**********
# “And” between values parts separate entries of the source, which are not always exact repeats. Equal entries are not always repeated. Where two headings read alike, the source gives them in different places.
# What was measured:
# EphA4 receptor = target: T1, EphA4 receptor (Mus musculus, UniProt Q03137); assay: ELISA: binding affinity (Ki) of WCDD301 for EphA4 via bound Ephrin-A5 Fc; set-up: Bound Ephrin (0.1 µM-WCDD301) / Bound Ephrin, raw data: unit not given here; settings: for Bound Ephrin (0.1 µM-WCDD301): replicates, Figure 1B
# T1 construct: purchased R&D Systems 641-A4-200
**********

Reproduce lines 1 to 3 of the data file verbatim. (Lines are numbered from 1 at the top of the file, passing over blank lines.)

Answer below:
# “And” between values parts separate entries of the source, which are not always exact repeats. Equal entries are not always repeated. Where two headings read alike, the source gives them in different places.
# What was measured:
# EphA4 receptor = target: T1, EphA4 receptor (Mus musculus, UniProt Q03137); assay: ELISA: binding affinity (Ki) of WCDD301 for EphA4 via bound Ephrin-A5 Fc; set-up: Bound Ephrin (0.1 µM-WCDD301) / Bound Ephrin, raw data: unit not given here; settings: for Bound Ephrin (0.1 µM-WCDD301): replicates, Figure 1B